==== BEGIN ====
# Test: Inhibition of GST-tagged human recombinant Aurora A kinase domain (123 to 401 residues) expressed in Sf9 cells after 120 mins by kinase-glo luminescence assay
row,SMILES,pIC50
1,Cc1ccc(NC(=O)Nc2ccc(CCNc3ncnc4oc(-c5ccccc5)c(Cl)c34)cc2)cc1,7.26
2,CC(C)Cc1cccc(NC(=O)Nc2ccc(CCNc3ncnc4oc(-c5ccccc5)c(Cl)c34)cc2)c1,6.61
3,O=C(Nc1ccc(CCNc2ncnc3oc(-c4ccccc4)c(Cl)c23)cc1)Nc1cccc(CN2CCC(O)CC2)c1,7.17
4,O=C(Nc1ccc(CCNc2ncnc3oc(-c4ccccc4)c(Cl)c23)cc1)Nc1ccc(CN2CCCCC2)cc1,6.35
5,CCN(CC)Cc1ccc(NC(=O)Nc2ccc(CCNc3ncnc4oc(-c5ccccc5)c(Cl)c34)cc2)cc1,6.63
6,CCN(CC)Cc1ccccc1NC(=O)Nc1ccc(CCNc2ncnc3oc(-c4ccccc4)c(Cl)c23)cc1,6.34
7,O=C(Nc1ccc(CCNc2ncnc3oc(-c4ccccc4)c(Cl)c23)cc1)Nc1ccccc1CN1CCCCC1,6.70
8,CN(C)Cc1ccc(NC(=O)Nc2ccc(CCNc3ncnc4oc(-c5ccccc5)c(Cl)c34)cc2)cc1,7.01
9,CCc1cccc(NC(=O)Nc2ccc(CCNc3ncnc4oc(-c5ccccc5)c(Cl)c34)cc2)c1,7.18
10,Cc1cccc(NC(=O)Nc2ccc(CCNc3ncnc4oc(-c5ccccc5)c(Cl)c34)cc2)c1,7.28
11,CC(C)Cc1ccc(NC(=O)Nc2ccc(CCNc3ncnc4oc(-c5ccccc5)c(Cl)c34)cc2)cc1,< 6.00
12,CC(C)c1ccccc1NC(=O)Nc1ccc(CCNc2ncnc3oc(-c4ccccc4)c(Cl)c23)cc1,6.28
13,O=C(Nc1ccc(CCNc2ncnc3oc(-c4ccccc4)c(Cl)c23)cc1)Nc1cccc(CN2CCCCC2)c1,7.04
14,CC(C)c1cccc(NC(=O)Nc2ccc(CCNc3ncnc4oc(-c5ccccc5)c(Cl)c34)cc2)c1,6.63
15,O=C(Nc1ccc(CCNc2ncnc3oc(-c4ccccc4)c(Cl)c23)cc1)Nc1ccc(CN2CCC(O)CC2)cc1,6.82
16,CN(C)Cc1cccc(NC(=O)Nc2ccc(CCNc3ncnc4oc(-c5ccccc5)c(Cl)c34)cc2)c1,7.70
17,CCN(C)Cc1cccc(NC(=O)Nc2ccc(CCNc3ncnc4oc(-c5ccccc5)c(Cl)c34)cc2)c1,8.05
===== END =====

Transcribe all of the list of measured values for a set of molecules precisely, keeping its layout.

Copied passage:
# Test: Inhibition of GST-tagged human recombinant Aurora A kinase domain (123 to 401 residues) expressed in Sf9 cells after 120 mins by kinase-glo luminescence assay
row,SMILES,pIC50
1,Cc1ccc(NC(=O)Nc2ccc(CCNc3ncnc4oc(-c5ccccc5)c(Cl)c34)cc2)cc1,7.26
2,CC(C)Cc1cccc(NC(=O)Nc2ccc(CCNc3ncnc4oc(-c5ccccc5)c(Cl)c34)cc2)c1,6.61
3,O=C(Nc1ccc(CCNc2ncnc3oc(-c4ccccc4)c(Cl)c23)cc1)Nc1cccc(CN2CCC(O)CC2)c1,7.17
4,O=C(Nc1ccc(CCNc2ncnc3oc(-c4ccccc4)c(Cl)c23)cc1)Nc1ccc(CN2CCCCC2)cc1,6.35
5,CCN(CC)Cc1ccc(NC(=O)Nc2ccc(CCNc3ncnc4oc(-c5ccccc5)c(Cl)c34)cc2)cc1,6.63
6,CCN(CC)Cc1ccccc1NC(=O)Nc1ccc(CCNc2ncnc3oc(-c4ccccc4)c(Cl)c23)cc1,6.34
7,O=C(Nc1ccc(CCNc2ncnc3oc(-c4ccccc4)c(Cl)c23)cc1)Nc1ccccc1CN1CCCCC1,6.70
8,CN(C)Cc1ccc(NC(=O)Nc2ccc(CCNc3ncnc4oc(-c5ccccc5)c(Cl)c34)cc2)cc1,7.01
9,CCc1cccc(NC(=O)Nc2ccc(CCNc3ncnc4oc(-c5ccccc5)c(Cl)c34)cc2)c1,7.18
10,Cc1cccc(NC(=O)Nc2ccc(CCNc3ncnc4oc(-c5ccccc5)c(Cl)c34)cc2)c1,7.28
11,CC(C)Cc1ccc(NC(=O)Nc2ccc(CCNc3ncnc4oc(-c5ccccc5)c(Cl)c34)cc2)cc1,< 6.00
12,CC(C)c1ccccc1NC(=O)Nc1ccc(CCNc2ncnc3oc(-c4ccccc4)c(Cl)c23)cc1,6.28
13,O=C(Nc1ccc(CCNc2ncnc3oc(-c4ccccc4)c(Cl)c23)cc1)Nc1cccc(CN2CCCCC2)c1,7.04
14,CC(C)c1cccc(NC(=O)Nc2ccc(CCNc3ncnc4oc(-c5ccccc5)c(Cl)c34)cc2)c1,6.63
15,O=C(Nc1ccc(CCNc2ncnc3oc(-c4ccccc4)c(Cl)c23)cc1)Nc1ccc(CN2CCC(O)CC2)cc1,6.82
16,CN(C)Cc1cccc(NC(=O)Nc2ccc(CCNc3ncnc4oc(-c5ccccc5)c(Cl)c34)cc2)c1,7.70
17,CCN(C)Cc1cccc(NC(=O)Nc2ccc(CCNc3ncnc4oc(-c5ccccc5)c(Cl)c34)cc2)c1,8.05